"While we welcome the release of these opposition activists, we continue to urge the Bahraini authorities to conduct a thorough, independent investigation into allegations that some of them were tortured in pre-trial detention, and to bring to justice anyone found responsible for torture," said Malcolm Smart, Amnesty International's director for the Middle East and North Africa.

    The 23 opposition activists were arrested in August and September last year during a clampdown in the run up to parliamentary elections held in October 2010.

    February 22, 2011

    Amnesty International has urged the Bahraini authorities to ensure the safety of people participating in peaceful protests and of all detainees after one demonstrator described how police tortured him and his friend repeatedly late last week.

    'Abdallah Salman Mohammad Hassan told Amnesty International that he and a friend endured torture and other ill-treatment during hours of detention and interrogation after police arrested them in Manama, Bahrain's capital, on Friday.

    The pair were punched and beaten with sticks by police who questioned them about their role in the protests before releasing them without charge on Saturday evening.

    "The Bahrain authorities must respect the rights of people to participate in peaceful protests  and to exercise their right to freedom of expression without fear of retaliation, arbitrary arrest, detention or torture," said Malcolm Smart, Amnesty International’s director for the Middle East and North Africa.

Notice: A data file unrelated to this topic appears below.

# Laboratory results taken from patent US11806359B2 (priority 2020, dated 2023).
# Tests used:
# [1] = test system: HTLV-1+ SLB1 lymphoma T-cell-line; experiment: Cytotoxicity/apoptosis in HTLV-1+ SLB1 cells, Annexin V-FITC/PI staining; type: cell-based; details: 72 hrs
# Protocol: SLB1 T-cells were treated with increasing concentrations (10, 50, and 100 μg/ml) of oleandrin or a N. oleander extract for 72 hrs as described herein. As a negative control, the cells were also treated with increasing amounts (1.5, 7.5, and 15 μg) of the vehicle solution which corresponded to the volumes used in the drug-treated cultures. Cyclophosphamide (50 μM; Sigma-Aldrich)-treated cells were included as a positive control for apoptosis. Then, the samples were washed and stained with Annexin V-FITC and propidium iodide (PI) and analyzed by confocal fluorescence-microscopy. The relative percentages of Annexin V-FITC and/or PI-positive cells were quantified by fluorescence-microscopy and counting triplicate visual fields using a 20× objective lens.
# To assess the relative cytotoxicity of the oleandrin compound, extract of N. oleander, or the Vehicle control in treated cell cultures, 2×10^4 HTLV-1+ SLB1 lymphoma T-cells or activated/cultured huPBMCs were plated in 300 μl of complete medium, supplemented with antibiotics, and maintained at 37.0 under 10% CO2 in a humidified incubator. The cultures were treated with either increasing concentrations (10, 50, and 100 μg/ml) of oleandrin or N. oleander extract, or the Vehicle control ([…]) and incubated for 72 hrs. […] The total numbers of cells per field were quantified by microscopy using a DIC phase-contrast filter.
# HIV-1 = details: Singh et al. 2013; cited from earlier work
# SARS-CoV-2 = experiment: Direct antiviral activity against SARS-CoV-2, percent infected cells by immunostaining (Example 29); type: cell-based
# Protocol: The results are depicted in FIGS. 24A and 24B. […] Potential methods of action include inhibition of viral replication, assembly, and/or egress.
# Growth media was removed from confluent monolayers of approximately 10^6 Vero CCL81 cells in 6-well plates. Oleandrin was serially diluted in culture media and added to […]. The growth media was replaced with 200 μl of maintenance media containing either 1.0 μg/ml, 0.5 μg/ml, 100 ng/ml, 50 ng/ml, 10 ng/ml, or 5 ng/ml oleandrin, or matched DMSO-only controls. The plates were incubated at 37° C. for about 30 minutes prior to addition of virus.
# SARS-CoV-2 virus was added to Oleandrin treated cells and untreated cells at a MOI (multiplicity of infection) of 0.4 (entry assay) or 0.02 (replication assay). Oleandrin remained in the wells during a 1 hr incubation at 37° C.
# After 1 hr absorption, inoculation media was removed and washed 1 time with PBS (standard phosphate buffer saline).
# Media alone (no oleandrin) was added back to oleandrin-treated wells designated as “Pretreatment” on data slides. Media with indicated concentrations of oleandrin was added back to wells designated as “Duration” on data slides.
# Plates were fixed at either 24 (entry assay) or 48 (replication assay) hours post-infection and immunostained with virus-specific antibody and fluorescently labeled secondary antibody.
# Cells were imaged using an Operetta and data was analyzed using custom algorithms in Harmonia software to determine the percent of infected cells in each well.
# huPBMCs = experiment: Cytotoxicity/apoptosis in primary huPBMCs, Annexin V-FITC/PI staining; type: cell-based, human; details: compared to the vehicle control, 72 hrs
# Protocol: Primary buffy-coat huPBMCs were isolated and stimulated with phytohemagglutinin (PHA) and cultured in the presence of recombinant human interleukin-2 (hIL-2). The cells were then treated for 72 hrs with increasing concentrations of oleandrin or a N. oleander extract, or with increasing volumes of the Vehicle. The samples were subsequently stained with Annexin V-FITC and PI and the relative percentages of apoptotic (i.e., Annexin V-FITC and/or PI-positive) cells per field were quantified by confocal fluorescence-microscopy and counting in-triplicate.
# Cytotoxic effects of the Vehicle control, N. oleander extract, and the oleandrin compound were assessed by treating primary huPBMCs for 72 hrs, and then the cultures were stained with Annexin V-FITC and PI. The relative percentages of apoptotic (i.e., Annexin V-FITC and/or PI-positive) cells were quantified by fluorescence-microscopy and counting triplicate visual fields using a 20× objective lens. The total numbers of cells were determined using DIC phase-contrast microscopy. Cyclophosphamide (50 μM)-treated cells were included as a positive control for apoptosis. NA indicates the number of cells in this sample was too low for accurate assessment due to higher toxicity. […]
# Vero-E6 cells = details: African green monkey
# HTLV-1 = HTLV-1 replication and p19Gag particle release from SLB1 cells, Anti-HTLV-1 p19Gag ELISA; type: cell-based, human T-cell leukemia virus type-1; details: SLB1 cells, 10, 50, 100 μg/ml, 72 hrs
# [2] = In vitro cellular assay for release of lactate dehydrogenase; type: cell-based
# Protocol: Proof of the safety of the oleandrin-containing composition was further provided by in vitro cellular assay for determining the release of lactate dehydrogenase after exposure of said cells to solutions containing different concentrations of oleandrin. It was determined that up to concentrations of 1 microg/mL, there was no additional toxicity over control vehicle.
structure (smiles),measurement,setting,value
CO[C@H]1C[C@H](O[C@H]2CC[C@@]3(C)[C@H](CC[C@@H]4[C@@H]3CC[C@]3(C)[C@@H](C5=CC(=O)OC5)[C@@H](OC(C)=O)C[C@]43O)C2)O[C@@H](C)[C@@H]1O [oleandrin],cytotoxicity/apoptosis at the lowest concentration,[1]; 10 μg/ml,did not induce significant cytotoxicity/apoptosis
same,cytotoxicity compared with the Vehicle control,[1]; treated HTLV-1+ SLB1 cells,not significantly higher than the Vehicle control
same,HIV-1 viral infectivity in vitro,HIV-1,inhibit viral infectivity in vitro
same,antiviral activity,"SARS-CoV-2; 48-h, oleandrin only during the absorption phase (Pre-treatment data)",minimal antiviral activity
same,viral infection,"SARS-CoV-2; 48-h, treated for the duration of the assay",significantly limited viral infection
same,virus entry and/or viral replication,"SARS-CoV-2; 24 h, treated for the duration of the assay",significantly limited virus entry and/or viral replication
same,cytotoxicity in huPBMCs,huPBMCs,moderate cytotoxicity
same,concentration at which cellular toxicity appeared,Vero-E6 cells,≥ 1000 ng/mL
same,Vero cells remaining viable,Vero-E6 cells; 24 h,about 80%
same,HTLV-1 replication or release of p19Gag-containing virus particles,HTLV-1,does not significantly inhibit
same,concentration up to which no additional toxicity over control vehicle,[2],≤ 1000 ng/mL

"They must also investigate the alleged torture and other ill-treatment of 'Abdallah Salman Mohammad Hassan and his friend and hold those found responsible to account.”

    February 22, 2011

    The Right Honourable Stephen Harper
    Prime Minister of Canada
    80 Wellington Street
    Ottawa, ON K1A 0A2

    February 22, 2011

    Dear Prime Minister Harper,

    I am writing to you about the case of Canadian citizen Hamid Ghassemi-Shall, who has been imprisoned in Iran for close to three years.  Recent developments, in particular credible reports that a death sentence against him has now been confirmed, mean that his situation has become one of urgent concern.  Amnesty International is calling on you to become personally involved in efforts to ensure that he is not executed and that other human rights violations in his case are addressed.

    Hamid Ghassemi-Shall has reportedly been charged with espionage-related offences.  He has flatly denied the accusations against him and was not provided a fair opportunity to defend himself in proceedings that meet international fair trial standards.  We are gravely concerned that he has been subject to torture and ill-treatment which Amnesty International has documented to be widespread in Iranian prisons.